Gardeners of the forest

Have you ever seen anyone digging with their gardening shovel in the forest or a preparing a seedling germination tray in the woods? Who then plants the teeming and endless variety of vegetation? Forests have their own expert gardeners who carry and spread seeds far and wide, keeping it alive and growing.

In fact, 95 percent of tropical rainforests depend on animals to disperse seeds. Seeds that fall under their ‘parent trees’ are prone to predation, fungal attacks and competition from the bigger tree. But with a little help from wildlife they can make it to safer growing grounds.

Here are some master-horticulturists from the animal kingdom who make that happen.



These large plant loving pachyderms are the planet’s best gardeners. They forage and eat up to 150kg of food made up of shoots, leaves, twigs, barks and lots of fruits from a large variety trees each day. In turn, they scatter seeds of important tree and plant species across a wide area. Their massive size enables them to eat fruits too big for other mammals too, reach high hanging fruits and importantly transport them through vast distances.

Some tree species depend exclusively on these massive mammals for their dispersal. While the Asian elephant spreads seeds from one to six kilometres some forest elephants carry seeds as far as 57km. According to a study, the African forest elephants spread as many as 346 seeds per km from a variety of plants and trees every single day.  The journey through an elephant’s guts proves useful for seeds—their hard shells are scarified readying them for germination. Once excreted as part of elephant dung, they are wrapped in a nutrient rich environment that enables their growth.


Fruit Bats

Fruit Bat

When the jungle is shrouded in darkness, winged night time gardeners begin their work.  Nectar loving bats use echolocation and the sense of smell to spot certain species of large, strong scented flowers and in turn pollinate them. 500 species of plants in the tropics and deserts, including species of cocoa, durian, guava, mango, agave and banana are pollinated by them.

The baobab tree called Africa’s ‘tree of life’ depends solely on these flying mammals to be pollinated.  Fruit bats are known to be particularly important in spreading seeds in logged or damaged forests where other animals might not venture, thus helping restore disturbed forests. Even bat excrement or guano, that seeds are covered in is rich in nitrogen, phosphate and potassium – the three components of any good fertiliser.




Primates—apes, monkeys and prosimians such as lemurs and lorises don’t just love their fruits, but plant them liberally as they forage. Some species such as orangutans are known to make tools to carve out their fruits. Their high density in many forests, usage of different kinds of canopy and relatively bigger sizes adds to their importance as seed dispersers.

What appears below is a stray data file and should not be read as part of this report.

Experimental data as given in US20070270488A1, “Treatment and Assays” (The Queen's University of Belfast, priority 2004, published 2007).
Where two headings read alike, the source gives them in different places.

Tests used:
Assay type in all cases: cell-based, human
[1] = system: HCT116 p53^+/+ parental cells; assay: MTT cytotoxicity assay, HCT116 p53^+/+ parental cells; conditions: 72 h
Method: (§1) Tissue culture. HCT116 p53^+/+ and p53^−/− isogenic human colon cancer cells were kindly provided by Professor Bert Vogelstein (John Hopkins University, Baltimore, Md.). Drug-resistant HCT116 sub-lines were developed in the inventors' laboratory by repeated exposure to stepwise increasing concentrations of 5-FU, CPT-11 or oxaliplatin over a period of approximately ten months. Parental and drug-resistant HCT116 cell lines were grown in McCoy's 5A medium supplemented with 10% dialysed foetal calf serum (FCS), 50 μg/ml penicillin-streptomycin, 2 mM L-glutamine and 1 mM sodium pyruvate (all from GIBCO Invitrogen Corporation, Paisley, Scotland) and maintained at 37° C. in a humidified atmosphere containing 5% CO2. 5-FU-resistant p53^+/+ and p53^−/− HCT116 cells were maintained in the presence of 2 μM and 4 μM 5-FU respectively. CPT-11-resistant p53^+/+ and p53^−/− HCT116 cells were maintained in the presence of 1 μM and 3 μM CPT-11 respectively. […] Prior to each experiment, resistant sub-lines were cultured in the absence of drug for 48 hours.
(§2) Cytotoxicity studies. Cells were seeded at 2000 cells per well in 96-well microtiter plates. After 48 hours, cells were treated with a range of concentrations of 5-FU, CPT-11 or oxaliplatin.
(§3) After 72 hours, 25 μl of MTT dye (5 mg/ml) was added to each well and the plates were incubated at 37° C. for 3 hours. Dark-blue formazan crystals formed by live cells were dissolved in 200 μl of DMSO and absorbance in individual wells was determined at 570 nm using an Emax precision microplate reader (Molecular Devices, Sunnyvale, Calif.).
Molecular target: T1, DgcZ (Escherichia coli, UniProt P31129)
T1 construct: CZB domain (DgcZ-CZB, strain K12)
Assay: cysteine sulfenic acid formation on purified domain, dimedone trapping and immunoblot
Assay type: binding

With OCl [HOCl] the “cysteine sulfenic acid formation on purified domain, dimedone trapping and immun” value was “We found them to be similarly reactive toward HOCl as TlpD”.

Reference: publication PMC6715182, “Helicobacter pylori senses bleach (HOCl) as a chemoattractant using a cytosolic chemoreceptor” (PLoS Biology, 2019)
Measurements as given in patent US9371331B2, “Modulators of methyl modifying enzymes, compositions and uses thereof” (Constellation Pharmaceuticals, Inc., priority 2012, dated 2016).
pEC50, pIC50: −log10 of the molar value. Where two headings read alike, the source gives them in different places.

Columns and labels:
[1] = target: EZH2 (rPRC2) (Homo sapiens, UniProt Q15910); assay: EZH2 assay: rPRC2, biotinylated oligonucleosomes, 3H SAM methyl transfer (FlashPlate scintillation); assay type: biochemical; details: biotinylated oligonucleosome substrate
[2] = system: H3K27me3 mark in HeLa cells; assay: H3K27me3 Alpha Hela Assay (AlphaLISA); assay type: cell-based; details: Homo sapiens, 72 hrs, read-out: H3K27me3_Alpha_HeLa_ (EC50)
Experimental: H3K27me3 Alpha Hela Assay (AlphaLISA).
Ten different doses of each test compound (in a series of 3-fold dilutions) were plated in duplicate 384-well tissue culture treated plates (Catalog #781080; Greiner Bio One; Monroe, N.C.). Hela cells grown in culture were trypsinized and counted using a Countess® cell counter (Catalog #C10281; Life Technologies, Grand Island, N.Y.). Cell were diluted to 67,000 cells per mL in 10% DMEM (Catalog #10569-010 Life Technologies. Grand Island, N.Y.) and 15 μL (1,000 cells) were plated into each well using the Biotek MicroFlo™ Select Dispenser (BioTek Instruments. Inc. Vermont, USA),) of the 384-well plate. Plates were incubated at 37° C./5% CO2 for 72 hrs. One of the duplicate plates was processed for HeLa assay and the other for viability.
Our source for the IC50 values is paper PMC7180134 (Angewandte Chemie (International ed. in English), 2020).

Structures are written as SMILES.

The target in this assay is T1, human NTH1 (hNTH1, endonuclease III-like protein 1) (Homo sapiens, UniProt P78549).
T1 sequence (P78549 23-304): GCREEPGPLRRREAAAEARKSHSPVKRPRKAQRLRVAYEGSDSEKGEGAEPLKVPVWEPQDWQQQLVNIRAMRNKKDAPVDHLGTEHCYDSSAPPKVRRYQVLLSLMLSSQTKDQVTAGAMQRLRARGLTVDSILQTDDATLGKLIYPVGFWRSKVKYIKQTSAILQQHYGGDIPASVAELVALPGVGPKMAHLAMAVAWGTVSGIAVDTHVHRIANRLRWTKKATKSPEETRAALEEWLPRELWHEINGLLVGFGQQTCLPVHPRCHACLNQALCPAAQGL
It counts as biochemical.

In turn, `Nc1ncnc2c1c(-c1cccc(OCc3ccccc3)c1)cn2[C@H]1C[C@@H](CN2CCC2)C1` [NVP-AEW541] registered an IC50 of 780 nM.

They consume diets rich in a variety of fruits and defecate the seeds. In fact, primates are responsible for 40 percent of the fruit biomass in tropical forests. In Congo, bonobos disperse seeds from 65 percent of the tree species and 11.6 million seeds are dispersed during the lifetime of each ape. In Madagascar’s forests species of lemurs are known to be the primary animals who ‘plant’ seeds by scattering them. While howler monkeys are important seed droppers in Central America.




They maybe tiny, but they play a large role in keeping the forest ecosystem diverse. If large mammals are experts in sowing fruit seeds, these assiduous workers particularly like to spread seeds of wildflowers. They are known to disperse over 3000 plants species in both tropical and temperate forests.

The special relationship they share with plants, dispersing seeds, is termed myrmecochory. Several species of plants will produce a fleshy outer surface on its seeds to attract ants, which in turn will transport the seeds to their nests, sowing some along the way. The important function ants provide is salvaging these seeds before they are ruined by predators such as rodents. When the ants eat the outer surface, the seeds germinate quicker and there’s better soil in ant nests to sprout in.




Among gardeners with wings no other birds compare to the reputation of hornbills. Over 50 species of these large birds with downturned beaks are among primary seed sowers in the tropical forests of Asia and Africa. With 75 to 100 percent of their diets made up of various kinds of fruits, these birds are known to disperse as many as 748 species of fruit trees.

They particularly love to peck on and disperse figs—which are important species several forest creatures rely on. The birds will regurgitate large seeds that they can’t swallow and some species are known to travel as far as 290km making them important long distance gardeners.